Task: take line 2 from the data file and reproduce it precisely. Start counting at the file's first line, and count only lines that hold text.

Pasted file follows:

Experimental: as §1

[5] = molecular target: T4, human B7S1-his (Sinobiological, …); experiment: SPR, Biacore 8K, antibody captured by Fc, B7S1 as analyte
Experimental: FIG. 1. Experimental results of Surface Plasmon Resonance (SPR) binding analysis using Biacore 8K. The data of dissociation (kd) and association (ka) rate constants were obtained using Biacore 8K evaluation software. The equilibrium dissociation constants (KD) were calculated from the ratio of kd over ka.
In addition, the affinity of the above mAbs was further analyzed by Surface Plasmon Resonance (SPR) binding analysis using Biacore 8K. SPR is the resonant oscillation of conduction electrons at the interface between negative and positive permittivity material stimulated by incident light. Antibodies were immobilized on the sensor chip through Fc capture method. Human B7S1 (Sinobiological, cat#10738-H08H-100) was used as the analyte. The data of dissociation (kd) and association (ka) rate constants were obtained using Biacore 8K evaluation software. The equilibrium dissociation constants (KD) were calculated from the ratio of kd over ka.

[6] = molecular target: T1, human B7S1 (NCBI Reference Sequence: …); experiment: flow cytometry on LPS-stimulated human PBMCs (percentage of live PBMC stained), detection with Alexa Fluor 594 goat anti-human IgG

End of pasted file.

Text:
[5] = molecular target: T4, human B7S1-his (Sinobiological, …); experiment: SPR, Biacore 8K, antibody captured by Fc, B7S1 as analyte